Sunday was entirely different. After spending a day intensely reflecting on social politics, my host family decided to take me on a leisurely and family-fun filled excursion. We visited the Regierungsbunker in Arhweiler, a once top-secret government military bunker (now a public museum of course! *insert irony*), and then got to see the world’s largest rotating radio telescope in Effelsberg .
The bunker itself held over 2000 people, all spots reserved for government elite in-case of a nuclear attack. Considering the bunker was never used, an impressive amount of money, resources and engineering went into making the bunker livable for up to 30 days. The tunnel itself stretches for 17 km under the mountains to a corresponding bunker on the other side. The rooms were fairly cramped but contained more than enough amenities – there was even a barber shop in the bunker. (just in case a new hairdo was on the top of their priority list?) They even designated the president his own private room and bathroom. Meanwhile, the common folk would have zero access or even awareness of the bunker’s existence. Social elitism at it’s finest. I have to say, however, that the museum tour was a very fun and fascinating experience. Mad respect to all the planning that went into it.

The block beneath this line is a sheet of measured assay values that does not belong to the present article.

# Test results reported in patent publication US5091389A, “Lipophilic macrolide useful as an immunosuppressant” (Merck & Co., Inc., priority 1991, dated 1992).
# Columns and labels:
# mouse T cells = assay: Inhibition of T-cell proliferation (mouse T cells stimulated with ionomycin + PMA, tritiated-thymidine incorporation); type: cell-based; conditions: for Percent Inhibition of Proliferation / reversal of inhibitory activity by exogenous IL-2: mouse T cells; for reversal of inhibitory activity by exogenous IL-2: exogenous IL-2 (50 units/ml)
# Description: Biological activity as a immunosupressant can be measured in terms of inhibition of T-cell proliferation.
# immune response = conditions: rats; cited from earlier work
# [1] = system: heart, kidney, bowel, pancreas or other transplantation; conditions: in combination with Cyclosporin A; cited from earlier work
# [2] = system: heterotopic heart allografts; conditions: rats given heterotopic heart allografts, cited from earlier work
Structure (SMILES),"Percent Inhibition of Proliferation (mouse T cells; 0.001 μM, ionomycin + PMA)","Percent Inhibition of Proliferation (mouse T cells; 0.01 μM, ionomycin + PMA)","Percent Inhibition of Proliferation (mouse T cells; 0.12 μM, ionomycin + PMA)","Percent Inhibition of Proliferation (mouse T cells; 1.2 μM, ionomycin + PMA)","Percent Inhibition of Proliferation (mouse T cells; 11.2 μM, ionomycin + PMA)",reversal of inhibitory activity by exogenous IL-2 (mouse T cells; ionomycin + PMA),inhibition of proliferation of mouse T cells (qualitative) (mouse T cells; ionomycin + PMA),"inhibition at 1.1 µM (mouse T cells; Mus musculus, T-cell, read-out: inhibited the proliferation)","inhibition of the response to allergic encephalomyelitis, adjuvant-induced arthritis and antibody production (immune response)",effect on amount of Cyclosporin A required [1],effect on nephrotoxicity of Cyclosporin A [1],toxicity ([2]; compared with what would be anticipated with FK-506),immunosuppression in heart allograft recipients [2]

We then moved on to the radio telescope in Effelsburg. The telescope itself was huge, we learned a little about just how precisely the plates were made, the dimensions, how the telescope has led to knew scientific discoveries etc. My favorite part, however, was witnessing Annika throw a temper tantrum due to hanger. (hunger+ anger for those of you lucky souls that don’t experience it) Nils literally had to drag her off the ground and back to the car because she wouldn’t get up. She even tried to run into the woods! But alas – like every toddler out there – she bounced back with a few playful games and was almost immediately laughing again. It’s funny being a part of a family with little children. The mood swings are so real. Sometimes I think that if society hadn’t conditioned me to control my emotions (can’t say I’ve mastered that yet, haha) I would still be taking the I’m-going-to-lay-down-and-ignore-you approach today.
So I haven’t even gotten to the week yet! Stay with me- there’s a surprise towards the end of this post! Weee~